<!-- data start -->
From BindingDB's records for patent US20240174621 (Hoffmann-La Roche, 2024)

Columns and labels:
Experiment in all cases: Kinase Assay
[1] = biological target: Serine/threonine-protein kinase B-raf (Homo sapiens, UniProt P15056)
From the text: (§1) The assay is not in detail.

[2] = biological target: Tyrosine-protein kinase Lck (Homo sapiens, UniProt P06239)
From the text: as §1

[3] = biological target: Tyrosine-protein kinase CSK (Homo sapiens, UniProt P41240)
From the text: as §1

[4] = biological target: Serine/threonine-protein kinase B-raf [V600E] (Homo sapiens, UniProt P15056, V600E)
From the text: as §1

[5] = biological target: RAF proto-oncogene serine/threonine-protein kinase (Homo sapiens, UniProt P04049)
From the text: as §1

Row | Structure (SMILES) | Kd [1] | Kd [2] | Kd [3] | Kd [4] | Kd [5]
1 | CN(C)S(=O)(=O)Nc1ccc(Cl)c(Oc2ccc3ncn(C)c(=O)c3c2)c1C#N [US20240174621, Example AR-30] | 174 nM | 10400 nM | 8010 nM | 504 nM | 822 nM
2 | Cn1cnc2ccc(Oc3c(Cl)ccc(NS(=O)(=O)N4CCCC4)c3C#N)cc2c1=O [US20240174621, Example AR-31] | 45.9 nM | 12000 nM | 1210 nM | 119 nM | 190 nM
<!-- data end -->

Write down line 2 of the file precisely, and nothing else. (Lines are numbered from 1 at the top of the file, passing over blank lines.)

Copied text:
Columns and labels: